Developing Mental Toughness: Clough & Strycharczyk; Kogan Page 2012
Subtitled “Improving performance, well-being and positive behaviour in others”, this is a useful book that will offer new insights for HR managers and line managers alike. Based on over 15 years’ of academic and practitioner research, the editors take readers on a journey of discovery about an aspect of psychometrics that is increasingly relevant in a turbulent and fast-moving world.
The book has three main parts: the first (chapters 1-9) is a description of the development of and basis for the Mental Toughness tool (MTQ48). The second part focuses on its application in a number of sectors and organisational environments. The book ends (chapters 19-27) with a review of mental toughness as it relates to coaching, fatigue, positive thinking, visualisation, relaxation, attentional control, goal-setting and research.
As you’ll probably have discerned, this is a large book with contributions from 12 academics and practitioners. The book’s heft reflects both the editors’ enthusiasm for the topic and their extensive experience as academics, researchers and practitioners. Ultimately, readers will seek out and focus on the parts that have most relevance for them, although the first 9 chapters are a must-read in order to get the concepts and model-framework firmly understood.
The concept of mental toughness is defined in this tome as ‘the quality which determines in large part how people deal effectively with challenge, stressors and pressure … irrespective of prevailing circumstances’. The authors set out the main themes of the first part of the book as being how they came to identify mental toughness as a distinctive concept, why it is useful and how it can be developed. Early on they also scotch some common myths about mental toughness: it is not something that we should all automatically somehow ‘need’ in our life; it is not a macho thing; being mentally tough does not mean we cannot be sensitive and caring.
Mental toughness plays a significant part in helping us to deal with potentially stressful situations. In the second chapter the authors discuss stress, its development as a psychological concept and the theories which relate in some way to it and personal performance (stress is defined here as ‘a consequence of any external action, situation or event that places special physical and / or psychological demands on a person,). The authors in fact offer us a model for stress (p19) incorporating the psychological, physiological, cognitive and behavioural impacts that it may bring.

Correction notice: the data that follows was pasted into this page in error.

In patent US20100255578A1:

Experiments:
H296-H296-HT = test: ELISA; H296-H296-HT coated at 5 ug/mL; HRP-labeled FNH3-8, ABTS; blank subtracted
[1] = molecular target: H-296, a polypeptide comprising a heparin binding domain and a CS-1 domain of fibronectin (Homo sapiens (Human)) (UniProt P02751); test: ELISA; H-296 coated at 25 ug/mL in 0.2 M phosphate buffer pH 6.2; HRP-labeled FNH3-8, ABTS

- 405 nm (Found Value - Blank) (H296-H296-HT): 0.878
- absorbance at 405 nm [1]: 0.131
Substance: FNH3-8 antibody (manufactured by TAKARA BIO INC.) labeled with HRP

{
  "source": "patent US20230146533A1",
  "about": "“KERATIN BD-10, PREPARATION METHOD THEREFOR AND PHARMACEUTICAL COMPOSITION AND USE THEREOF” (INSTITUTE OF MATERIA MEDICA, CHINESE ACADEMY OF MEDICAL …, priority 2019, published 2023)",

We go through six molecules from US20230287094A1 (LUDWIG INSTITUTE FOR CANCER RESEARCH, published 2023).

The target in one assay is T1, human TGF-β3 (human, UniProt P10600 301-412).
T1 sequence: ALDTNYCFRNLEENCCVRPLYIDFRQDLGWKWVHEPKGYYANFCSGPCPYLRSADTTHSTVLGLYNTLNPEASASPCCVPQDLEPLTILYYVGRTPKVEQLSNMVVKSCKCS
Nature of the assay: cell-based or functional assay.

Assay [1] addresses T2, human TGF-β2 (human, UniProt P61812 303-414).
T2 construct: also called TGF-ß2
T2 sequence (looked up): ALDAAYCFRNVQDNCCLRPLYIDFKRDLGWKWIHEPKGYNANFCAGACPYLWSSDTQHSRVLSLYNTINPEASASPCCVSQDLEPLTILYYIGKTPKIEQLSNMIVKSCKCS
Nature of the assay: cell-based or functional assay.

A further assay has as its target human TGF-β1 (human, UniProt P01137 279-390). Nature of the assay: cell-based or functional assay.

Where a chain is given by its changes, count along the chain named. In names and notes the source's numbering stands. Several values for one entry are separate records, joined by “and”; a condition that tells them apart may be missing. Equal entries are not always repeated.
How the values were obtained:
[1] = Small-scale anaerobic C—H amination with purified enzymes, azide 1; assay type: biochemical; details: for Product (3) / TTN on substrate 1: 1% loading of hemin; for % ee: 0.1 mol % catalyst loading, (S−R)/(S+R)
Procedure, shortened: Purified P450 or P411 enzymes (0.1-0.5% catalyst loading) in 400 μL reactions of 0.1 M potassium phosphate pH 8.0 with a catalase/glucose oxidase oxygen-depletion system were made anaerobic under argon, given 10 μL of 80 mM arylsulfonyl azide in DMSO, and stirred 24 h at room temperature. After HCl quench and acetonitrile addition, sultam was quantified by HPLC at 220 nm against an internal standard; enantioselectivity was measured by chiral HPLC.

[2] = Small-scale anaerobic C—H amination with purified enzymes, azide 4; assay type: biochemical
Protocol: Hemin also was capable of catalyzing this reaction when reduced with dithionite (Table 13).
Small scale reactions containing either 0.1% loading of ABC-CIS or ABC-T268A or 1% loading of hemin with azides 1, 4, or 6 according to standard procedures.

In developing the mental toughness concept, the authors worked in both the sports and the organisational environment, identifying links to resilience (a dynamic process in which a number of elements, known as protective factors, are either available or unavailable for a particular person to utilise), hardiness (deploying control, challenge and commitment to protect against stressful life events and illness) and physiological toughness (the deployment of certain chemicals in the body in response to or in anticipation of events).
Chapters 4 and 5 describe the development of the MTQ48 – the mental toughness survey – using both qualitative and quantitative studies over several years. It was originally created to meet a particular need in the occupational world – why do some people handle the stresses and pressures of work better than others? Can we measure individual differences and can we do something about it? The resulting survey, the MTQ48, is easy to administrate, easy to complete and easy to interpret. Its output comes in five formats depending on need.
Following the extensive research conducted by the authors and others, they identified mental toughness as being a composite of four factors – control, commitment, challenge and confidence. They devote a chapter to each of these, explaining what they are, the attributes that a high and low score indicate and the relationship with other psychological concepts. The attribute-listing for each factor is useful because – for both high and low scores – they contain both ‘positive’ and ‘negative’ traits. This is important because it dispels the myth that a high score must be good in every circumstance: as with any psychometric report or personality assessment, the results are both open to interpretation and situational.
There is no doubt that mental toughness captures the zeitgeist – the world is seemingly getting more complex; individuals seem to be under ever-greater pressure to perform; mental toughness seems to have a positive correlation with mental and physical well-being. Furthermore, the authors make useful links between mental toughness and positive psychology, emotional intelligence and mindfulness – three very topical elements in psychology at the moment.
Are there any downsides to this book? – well, it’s long, with 280 pages. And there is some unnecessary repetition. However, I think that it is a book well worth adding to your list of things to catch up about.
On the basis of this, therefore, I commend this book to you. I think its subject-matter adds to our knowledge of the workplace and will be of value to HR professionals and line managers. It is well-written, easy to read and well-illustrated with case studies and examples of mental toughness in action. With its academic depth and broad practical application, it will serve both as a good read and as a reference document.
Reviewer’s rating: 5 out of 5